# Can you represent the oxidation of "1-butylene"?

Sep 5, 2017

${H}_{2} C = C H C {H}_{2} C {H}_{3} \left(g\right) + 6 {O}_{2} \left(g\right) \rightarrow 4 C {O}_{2} \left(g\right) + 4 {H}_{2} O \left(l\right)$

#### Explanation:

The usual rigmarole is to balance the carbons as carbon dioxide, then balance the hydrogens as water, and then balance the oxygens.........you can get very good at this stoichiometry, and remember that you do this already every time you get change from a large bill....

For an alkanes, say butane, we follow the same rigmarole....

${C}_{4} {H}_{10} \left(g\right) + \frac{13}{2} {O}_{2} \left(g\right) \rightarrow 4 C {O}_{2} \left(g\right) + 5 {H}_{2} O \left(l\right)$

And thus here I took 4 equiv carbon dioxide, and then five equiv of water, and then balanced up the required dioxygens. You could double the entire equation to give....

$2 {C}_{4} {H}_{10} \left(g\right) + 13 {O}_{2} \left(g\right) \rightarrow 8 C {O}_{2} \left(g\right) + 10 {H}_{2} O \left(l\right)$

I think the arithmetic is easier in the former case.... Anyway try it out for ${C}_{2} {H}_{6}$, ${H}_{2} C = C H C {H}_{3}$, and ${H}_{3} C - C {H}_{2} O H$; these are probably all reasonable questions at your current level.

Sep 5, 2017

The balanced equation is:

${C}_{4} {H}_{8} + 6 {O}_{2} \to 4 C {O}_{2} + 4 {H}_{2} O$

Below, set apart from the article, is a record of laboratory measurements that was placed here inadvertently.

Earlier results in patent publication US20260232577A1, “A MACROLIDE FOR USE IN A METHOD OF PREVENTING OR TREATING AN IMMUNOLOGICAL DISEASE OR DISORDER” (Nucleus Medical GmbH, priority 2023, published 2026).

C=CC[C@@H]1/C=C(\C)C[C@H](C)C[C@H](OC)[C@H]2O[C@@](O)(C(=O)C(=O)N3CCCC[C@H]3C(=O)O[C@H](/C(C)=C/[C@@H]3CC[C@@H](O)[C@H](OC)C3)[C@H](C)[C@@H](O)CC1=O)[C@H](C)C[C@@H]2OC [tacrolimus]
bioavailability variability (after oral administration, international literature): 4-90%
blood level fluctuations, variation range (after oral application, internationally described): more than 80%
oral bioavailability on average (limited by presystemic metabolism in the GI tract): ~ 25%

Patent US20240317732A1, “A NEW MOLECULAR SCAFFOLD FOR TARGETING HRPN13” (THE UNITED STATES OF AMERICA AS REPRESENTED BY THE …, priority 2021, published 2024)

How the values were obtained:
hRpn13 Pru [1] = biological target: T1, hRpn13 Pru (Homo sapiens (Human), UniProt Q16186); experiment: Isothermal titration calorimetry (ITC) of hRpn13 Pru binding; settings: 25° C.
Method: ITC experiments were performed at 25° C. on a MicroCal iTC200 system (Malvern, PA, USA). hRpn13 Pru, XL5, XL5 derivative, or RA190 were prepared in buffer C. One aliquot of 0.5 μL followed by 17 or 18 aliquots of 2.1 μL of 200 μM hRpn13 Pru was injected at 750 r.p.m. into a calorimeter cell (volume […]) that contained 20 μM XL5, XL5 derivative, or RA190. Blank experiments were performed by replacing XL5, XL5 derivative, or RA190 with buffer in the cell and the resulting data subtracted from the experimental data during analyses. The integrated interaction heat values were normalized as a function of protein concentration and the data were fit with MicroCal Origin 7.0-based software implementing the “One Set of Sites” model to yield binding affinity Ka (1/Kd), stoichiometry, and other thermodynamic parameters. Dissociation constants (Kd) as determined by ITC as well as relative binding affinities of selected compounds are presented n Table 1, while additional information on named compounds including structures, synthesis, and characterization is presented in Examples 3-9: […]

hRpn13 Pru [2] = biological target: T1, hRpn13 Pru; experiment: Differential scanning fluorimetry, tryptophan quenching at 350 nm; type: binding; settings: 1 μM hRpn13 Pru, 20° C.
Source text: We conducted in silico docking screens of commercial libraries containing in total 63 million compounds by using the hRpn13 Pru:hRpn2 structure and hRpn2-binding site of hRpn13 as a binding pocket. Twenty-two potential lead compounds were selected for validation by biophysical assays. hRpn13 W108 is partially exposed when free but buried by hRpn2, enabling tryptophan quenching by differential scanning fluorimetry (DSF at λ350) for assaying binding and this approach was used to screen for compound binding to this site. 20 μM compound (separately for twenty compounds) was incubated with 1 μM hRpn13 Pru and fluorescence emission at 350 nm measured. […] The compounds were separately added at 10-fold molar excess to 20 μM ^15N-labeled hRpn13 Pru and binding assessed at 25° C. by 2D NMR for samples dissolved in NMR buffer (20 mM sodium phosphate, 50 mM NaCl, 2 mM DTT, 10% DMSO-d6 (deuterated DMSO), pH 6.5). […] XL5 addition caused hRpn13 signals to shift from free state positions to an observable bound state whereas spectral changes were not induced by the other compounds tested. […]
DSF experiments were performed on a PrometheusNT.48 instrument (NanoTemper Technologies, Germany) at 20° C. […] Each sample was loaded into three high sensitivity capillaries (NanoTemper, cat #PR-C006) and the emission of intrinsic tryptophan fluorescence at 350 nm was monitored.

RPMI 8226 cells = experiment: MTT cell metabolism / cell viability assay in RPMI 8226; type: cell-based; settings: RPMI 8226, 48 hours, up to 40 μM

#### Explanation:

The formula for butene is

${C}_{4} {H}_{8}$

You are going to bun it with plenty of oxygen:

${C}_{4} {H}_{8} + \left({n}_{1}\right) {O}_{2}$

The products are carbon dioxide and water:

${C}_{4} {H}_{8} + \left({n}_{1}\right) {O}_{2} \to \left({n}_{2}\right) C {O}_{2} + \left({n}_{3}\right) {H}_{2} O$

Solved for the 3 variables:

${C}_{4} = \left({n}_{2}\right) C$

${n}_{2} = 4$

${H}_{8} = \left({n}_{3}\right) {H}_{2}$

${n}_{3} = 4$

$\left({n}_{1}\right) {O}_{2} = \left(4\right) {O}_{2} + \left(4\right) O$

$\left({n}_{1}\right) {O}_{2} = \left(4\right) {O}_{2} + \left(2\right) {O}_{2}$

${n}_{1} = 6$

The balanced equation is:

${C}_{4} {H}_{8} + 6 {O}_{2} \to 4 C {O}_{2} + 4 {H}_{2} O$

Sep 5, 2017

The balanced equation is:

$2 {C}_{4} {H}_{6} + 11 {O}_{2} \to 8 C {O}_{2} + 6 {H}_{2} O$

#### Explanation:

Unbalanced equation is:

${C}_{4} {H}_{6} + {O}_{2} \to C {O}_{2} + {H}_{2} O$

First we can put $4$ in front of $C {O}_{2}$ to balance the number of carbon atoms:

${C}_{4} {H}_{6} + {O}_{2} \to 4 C {O}_{2} + {H}_{2} O$

Now we can put $3$ next to water to balance hydrogene:

${C}_{4} {H}_{6} + {O}_{2} \to 4 C {O}_{2} + 3 {H}_{2} O$

Hydrogen and carbon are now balanced, but not oxygen. On the right side there are $11$ atoms, on the left side $2$. To balance it we have to put $5.5$ on the left side:

${C}_{4} {H}_{6} + 5.5 {O}_{2} \to 4 C {O}_{2} + 3 {H}_{2} O$

The equation is now balanced, but it is not correct to put fractions as the coefficients in a chemical reactions. To keep the equation ballanced and make all coefficients integer we have to multiply all coefficients by $2$

$2 {C}_{4} {H}_{6} + 11 {O}_{2} \to 8 C {O}_{2} + 6 {H}_{2} O$